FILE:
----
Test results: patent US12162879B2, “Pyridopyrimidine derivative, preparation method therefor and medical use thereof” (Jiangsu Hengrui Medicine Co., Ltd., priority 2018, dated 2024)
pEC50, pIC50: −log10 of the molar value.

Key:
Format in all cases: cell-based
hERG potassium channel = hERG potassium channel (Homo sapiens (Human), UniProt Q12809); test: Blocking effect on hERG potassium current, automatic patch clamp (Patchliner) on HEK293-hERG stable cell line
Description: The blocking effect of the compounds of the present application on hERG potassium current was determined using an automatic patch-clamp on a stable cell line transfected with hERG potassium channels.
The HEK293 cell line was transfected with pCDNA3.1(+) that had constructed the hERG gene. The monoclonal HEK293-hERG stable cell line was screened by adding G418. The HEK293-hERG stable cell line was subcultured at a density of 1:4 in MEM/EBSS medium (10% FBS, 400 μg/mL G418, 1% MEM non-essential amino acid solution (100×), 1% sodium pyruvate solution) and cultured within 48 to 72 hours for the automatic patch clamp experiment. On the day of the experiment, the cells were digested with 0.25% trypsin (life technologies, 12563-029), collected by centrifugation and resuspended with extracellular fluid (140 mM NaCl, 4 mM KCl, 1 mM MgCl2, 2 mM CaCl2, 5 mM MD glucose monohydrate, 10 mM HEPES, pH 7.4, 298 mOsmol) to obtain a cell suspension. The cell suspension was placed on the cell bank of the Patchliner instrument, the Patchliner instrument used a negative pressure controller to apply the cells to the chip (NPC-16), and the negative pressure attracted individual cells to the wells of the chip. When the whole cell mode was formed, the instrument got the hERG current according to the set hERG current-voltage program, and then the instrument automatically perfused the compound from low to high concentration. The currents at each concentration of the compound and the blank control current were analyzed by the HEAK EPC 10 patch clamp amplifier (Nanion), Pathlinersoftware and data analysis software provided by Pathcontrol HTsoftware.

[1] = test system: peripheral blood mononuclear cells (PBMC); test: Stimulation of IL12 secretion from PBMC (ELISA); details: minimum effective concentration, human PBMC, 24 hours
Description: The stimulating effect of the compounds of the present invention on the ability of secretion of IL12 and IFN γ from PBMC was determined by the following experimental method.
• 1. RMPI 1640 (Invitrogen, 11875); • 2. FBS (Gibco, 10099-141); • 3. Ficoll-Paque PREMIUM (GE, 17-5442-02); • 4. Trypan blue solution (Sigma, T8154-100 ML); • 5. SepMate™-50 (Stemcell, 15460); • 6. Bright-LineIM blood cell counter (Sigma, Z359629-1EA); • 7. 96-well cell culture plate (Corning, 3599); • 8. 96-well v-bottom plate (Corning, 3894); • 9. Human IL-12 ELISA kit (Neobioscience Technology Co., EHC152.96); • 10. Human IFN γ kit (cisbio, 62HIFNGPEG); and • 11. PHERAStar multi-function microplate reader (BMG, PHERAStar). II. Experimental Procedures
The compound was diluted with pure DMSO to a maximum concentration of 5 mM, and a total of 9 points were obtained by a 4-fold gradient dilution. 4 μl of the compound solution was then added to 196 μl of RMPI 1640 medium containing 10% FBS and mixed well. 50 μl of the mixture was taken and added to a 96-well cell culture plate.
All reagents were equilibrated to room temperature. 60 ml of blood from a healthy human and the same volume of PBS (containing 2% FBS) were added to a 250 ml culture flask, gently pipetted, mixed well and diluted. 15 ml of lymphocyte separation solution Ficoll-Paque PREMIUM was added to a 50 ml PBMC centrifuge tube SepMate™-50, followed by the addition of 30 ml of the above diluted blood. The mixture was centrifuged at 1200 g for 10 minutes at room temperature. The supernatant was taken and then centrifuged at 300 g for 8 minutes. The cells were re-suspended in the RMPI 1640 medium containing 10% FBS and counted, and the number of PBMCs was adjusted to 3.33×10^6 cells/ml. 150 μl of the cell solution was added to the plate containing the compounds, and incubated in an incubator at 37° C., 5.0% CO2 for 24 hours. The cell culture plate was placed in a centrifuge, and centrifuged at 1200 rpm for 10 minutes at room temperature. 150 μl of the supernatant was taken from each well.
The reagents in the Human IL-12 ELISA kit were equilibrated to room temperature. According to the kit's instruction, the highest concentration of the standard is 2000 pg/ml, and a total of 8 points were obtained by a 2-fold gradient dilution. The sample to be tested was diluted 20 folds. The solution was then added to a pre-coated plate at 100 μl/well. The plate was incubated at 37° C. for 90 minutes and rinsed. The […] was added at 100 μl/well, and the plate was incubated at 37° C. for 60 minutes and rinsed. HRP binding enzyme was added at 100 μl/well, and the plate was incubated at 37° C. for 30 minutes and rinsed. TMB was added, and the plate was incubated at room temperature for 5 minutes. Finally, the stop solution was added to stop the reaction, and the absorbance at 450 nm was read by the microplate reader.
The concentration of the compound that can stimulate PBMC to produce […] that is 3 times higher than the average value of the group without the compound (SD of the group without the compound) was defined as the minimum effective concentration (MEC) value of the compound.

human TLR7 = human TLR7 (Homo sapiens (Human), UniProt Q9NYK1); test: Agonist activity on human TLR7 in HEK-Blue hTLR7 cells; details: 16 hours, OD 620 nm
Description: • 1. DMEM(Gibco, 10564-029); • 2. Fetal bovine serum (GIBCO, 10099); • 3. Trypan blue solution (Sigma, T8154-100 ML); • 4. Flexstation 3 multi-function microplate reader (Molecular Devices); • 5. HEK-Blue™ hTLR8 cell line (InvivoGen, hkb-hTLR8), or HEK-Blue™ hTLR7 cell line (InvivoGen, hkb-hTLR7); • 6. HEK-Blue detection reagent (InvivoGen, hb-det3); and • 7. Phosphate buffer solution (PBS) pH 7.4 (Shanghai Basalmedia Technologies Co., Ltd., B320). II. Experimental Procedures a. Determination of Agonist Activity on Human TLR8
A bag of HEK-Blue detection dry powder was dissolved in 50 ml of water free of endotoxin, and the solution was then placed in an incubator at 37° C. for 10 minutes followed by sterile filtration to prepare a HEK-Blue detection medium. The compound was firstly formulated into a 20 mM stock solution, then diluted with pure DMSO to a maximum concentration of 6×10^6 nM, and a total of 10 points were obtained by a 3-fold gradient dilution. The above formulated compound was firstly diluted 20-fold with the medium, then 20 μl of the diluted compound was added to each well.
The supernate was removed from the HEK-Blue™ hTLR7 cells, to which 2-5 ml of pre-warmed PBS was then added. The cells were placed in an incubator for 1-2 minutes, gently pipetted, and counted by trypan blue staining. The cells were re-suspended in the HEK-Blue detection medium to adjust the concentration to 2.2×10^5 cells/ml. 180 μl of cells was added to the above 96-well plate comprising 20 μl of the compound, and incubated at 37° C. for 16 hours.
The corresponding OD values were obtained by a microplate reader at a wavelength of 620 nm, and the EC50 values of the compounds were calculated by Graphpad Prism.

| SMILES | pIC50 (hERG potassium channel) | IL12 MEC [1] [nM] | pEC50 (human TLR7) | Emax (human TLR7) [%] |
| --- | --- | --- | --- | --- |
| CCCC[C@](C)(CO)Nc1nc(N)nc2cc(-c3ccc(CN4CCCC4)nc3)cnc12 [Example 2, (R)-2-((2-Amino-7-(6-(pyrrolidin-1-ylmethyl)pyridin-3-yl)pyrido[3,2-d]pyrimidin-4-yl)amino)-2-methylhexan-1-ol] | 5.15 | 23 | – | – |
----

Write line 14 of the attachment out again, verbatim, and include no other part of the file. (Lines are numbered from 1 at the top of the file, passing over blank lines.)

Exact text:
The concentration of the compound that can stimulate PBMC to produce […] that is 3 times higher than the average value of the group without the compound (SD of the group without the compound) was defined as the minimum effective concentration (MEC) value of the compound.